Credit Card Competition Act #1
The phrase “revolving credit line” usually conjures up images of balding bankers, meticulously reviewing detailed loan applications, while bright-eyed prospective borrowers wait on the edge of their seats. Today,
revolving credit lines for consumers take the form of colorful plastic cards that fit neatly in your wallet, and provide access to rewards, concert tickets, and much more. These colorful plastic cards—credit cards — are merely the end of an intricate network that combines consumer loans, account reconciliation, purchase protection, and security that is available to you, worldwide, on a 24-7 basis.
What’s more, it’s not just one network. It is actually many networks that not only reliably serve millions of people each day, but consist of many thousands of Americans who help make this system work. Largely built by the private sector and enhanced on a yearly basis with billions in capital investment, credit cards and the systems they represent have allowed We the American People the ability to maximize our lives in ways that our ancestors never dreamed.
Of course, none of this is free. Customers must pay their credit card bills, while merchants also pay “interchange” to use the card networks themselves. Interchange rates vary, but they do help to both pay
for the cost of operating the networks (which includes people, technology, and taxes), and the constant upgrades required to keep them secure and operable. Think of interchange as an investment in the peace of mind knowing that your credit card payments are convenient, safe, and secure.
That is why FreedomWorks is so concerned about the Credit Card Competition Act (S. 1838), legislation introduced by Sens. Roger Marshall (R-KS) and Richard Durbin (D-IL). This bill would enact routing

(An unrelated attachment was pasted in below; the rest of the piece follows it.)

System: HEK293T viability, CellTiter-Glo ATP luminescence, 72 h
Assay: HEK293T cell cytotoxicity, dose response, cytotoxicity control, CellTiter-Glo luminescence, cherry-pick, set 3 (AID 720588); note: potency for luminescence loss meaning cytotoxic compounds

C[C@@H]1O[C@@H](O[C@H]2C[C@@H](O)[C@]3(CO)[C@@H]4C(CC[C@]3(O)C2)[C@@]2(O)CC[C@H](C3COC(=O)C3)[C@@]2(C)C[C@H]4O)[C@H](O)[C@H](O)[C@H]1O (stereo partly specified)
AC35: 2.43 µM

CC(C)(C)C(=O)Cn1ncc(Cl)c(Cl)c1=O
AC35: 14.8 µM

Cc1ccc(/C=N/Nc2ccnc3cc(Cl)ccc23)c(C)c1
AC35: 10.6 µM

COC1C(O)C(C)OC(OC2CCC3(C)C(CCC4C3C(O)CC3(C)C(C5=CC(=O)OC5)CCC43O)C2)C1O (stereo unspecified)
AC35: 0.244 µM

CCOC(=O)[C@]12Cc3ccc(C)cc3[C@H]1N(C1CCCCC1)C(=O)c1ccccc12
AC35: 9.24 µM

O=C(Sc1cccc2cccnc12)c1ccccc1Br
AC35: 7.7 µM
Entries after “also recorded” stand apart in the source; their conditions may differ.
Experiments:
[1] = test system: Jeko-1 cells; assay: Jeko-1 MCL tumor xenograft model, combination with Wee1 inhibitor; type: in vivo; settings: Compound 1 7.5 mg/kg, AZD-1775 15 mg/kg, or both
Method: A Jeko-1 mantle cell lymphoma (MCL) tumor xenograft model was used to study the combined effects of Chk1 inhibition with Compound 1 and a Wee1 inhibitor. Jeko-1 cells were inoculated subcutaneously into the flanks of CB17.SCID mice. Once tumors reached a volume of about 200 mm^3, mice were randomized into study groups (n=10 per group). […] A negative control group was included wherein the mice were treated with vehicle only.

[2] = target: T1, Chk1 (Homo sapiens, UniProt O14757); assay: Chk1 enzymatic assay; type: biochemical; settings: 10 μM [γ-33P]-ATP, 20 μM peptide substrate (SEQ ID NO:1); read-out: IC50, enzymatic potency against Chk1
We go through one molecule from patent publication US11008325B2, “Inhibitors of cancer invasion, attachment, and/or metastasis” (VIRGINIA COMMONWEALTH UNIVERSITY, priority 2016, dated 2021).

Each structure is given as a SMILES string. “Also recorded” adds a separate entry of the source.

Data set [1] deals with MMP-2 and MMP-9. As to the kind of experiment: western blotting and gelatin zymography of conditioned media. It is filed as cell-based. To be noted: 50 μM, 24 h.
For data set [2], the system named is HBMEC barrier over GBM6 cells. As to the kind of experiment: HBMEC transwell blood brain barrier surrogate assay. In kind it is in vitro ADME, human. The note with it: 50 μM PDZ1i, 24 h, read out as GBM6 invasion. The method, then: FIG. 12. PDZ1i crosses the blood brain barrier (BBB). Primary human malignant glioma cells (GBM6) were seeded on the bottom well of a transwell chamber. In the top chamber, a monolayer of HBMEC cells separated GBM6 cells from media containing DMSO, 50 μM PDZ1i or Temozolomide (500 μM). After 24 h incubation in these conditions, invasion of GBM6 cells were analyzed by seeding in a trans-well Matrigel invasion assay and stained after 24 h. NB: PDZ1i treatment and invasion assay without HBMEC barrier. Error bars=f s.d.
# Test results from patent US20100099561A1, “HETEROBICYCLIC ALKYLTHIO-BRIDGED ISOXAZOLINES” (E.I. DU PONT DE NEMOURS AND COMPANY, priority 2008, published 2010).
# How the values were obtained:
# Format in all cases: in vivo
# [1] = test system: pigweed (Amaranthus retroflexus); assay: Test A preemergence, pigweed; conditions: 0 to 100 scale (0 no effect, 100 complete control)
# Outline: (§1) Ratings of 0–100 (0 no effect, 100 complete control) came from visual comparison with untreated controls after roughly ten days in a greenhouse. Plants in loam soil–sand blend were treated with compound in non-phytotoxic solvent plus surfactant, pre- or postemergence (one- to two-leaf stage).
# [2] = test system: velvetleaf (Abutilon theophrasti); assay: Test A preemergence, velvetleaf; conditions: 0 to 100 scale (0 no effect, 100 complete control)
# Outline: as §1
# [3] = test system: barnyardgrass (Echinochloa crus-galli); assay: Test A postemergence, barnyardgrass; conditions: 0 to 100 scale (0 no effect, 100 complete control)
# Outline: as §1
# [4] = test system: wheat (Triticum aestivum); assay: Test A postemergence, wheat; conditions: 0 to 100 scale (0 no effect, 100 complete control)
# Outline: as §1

mandates that forces all credit card issuing banks to include at least two unaffiliated payment networks on every credit card— and they can’t both be Visa and Mastercard. This would be akin to requiring that
Starbucks put Dunkin’ Donuts’ coffee on their menu or that Chevy put the brand new Ford Mustang in their dealerships, right next to the new Camaro. This legislation would allow mega-stores–like Walmart
and Target–to process credit card transactions based solely on what is cheapest for them without regard to the value that consumers derive from rewards and many other benefits.
Thus, the Credit Card Competition Act is nonsensical on its face, but the potential impact is far more than simple political stupidity. History has shown that whenever government intervenes in a market, there are
disproportionate and unexpected impacts. The one that worries us the most is the potential reduction or complete loss of rewards programs that have become a key part of the credit card universe.
The precedent for this comes from the Dodd–Frank Wall Street Reform and Consumer Protection Act, which became law in 2010. Dodd-Frank included a provision, called the Durbin Amendment, that enacted
similar routing mandates on debit cards and capped interchange for debit card transaction. The result was an abrupt end to the burgeoning universe of debit card rewards. Despite this, merchants—large and small
—have continued to sing the same song of being “clobbered” by interchange despite the lack of any real evidence that these fees are impacting the ability of small, medium, or large businesses to thrive.
However, all of these businesses will certainly feel a negative impact if access to credit and rewards programs are restricted for credit cards the same way they have been for debit cards. Think back to the
last time you used your airline points to travel: in all likelihood during that trip, you used your credit card to purchase food from a local eatery or visited a franchise such as a McDonalds or a Marriott. Those simple, common acts put more money into the coffers of those merchants, thanks to the credit card-based rewards. Even including the cost of interchange, the revenues and profits net the merchant far more than
they would have earned had you not received credit card rewards in the first place.
This is just one example of how shortsighted Sens. Marshall and Durbin are in attempting to advance the Credit Card Competition Act. It is the hope of FreedomWorks that this legislation is stopped before it has a chance to end the freedom and opportunity that has resulted from the proliferation of credit cards and